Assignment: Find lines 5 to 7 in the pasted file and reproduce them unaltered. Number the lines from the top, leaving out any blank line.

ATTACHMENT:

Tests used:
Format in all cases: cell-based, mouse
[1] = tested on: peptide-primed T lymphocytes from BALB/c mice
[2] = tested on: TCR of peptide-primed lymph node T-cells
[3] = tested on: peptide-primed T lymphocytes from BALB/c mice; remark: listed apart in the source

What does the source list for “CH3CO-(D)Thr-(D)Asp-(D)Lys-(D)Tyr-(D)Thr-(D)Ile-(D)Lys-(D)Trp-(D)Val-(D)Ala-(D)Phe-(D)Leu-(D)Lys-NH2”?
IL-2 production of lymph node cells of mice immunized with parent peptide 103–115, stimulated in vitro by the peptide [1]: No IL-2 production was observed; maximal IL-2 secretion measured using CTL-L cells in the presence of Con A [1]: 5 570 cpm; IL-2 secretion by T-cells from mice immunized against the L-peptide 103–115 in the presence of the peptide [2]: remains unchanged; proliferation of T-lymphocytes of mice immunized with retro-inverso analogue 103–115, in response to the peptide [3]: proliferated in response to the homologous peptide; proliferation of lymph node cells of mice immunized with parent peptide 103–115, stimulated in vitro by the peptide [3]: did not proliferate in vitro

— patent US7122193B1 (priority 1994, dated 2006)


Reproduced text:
[3] = tested on: peptide-primed T lymphocytes from BALB/c mice; remark: listed apart in the source

What does the source list for “CH3CO-(D)Thr-(D)Asp-(D)Lys-(D)Tyr-(D)Thr-(D)Ile-(D)Lys-(D)Trp-(D)Val-(D)Ala-(D)Phe-(D)Leu-(D)Lys-NH2”?
IL-2 production of lymph node cells of mice immunized with parent peptide 103–115, stimulated in vitro by the peptide [1]: No IL-2 production was observed; maximal IL-2 secretion measured using CTL-L cells in the presence of Con A [1]: 5 570 cpm; IL-2 secretion by T-cells from mice immunized against the L-peptide 103–115 in the presence of the peptide [2]: remains unchanged; proliferation of T-lymphocytes of mice immunized with retro-inverso analogue 103–115, in response to the peptide [3]: proliferated in response to the homologous peptide; proliferation of lymph node cells of mice immunized with parent peptide 103–115, stimulated in vitro by the peptide [3]: did not proliferate in vitro